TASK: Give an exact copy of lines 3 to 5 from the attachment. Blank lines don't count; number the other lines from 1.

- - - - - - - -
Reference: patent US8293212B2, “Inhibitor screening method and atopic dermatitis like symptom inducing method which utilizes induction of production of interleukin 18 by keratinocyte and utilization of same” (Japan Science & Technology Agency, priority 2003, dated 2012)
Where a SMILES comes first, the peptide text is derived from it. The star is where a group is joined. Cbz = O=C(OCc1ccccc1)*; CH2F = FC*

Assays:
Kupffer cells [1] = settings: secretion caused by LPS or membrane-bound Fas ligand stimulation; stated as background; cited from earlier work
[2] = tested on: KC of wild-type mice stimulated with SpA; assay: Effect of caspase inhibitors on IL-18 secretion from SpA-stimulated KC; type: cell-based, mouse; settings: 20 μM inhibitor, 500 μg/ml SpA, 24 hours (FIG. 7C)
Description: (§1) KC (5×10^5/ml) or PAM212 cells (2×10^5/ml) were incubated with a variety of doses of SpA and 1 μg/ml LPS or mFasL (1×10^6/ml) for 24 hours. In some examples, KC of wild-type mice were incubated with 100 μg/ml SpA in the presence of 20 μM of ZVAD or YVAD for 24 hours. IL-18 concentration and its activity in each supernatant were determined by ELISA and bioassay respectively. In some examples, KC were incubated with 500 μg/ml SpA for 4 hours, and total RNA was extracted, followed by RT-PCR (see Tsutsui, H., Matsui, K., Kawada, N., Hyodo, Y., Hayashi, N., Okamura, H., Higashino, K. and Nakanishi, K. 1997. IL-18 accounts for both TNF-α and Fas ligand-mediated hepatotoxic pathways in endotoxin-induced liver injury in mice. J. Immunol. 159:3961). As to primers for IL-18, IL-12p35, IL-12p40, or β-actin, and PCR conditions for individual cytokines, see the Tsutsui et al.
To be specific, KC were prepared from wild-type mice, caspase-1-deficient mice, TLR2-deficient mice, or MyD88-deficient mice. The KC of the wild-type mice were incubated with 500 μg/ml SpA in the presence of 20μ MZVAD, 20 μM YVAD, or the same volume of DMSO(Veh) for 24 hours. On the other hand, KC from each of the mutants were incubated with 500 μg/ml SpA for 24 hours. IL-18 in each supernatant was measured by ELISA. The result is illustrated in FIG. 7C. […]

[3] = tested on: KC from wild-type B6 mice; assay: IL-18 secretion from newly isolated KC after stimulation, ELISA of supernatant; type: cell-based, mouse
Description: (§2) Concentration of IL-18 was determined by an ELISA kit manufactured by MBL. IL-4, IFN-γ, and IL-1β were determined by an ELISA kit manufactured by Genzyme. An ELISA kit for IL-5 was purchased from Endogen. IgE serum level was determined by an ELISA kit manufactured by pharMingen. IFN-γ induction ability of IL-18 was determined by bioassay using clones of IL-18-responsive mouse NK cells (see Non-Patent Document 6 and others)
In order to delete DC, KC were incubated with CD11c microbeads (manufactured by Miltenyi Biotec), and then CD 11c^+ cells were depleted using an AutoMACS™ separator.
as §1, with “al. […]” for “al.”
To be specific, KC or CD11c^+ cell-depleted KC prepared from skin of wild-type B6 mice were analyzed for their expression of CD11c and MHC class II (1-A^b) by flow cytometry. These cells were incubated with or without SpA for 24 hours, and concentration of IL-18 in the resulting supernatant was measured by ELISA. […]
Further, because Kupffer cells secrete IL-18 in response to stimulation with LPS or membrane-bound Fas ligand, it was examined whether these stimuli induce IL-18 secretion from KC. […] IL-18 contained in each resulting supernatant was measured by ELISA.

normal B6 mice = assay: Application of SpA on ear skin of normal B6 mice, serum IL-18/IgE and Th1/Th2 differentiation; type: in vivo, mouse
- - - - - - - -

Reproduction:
Assays:
Kupffer cells [1] = settings: secretion caused by LPS or membrane-bound Fas ligand stimulation; stated as background; cited from earlier work
[2] = tested on: KC of wild-type mice stimulated with SpA; assay: Effect of caspase inhibitors on IL-18 secretion from SpA-stimulated KC; type: cell-based, mouse; settings: 20 μM inhibitor, 500 μg/ml SpA, 24 hours (FIG. 7C)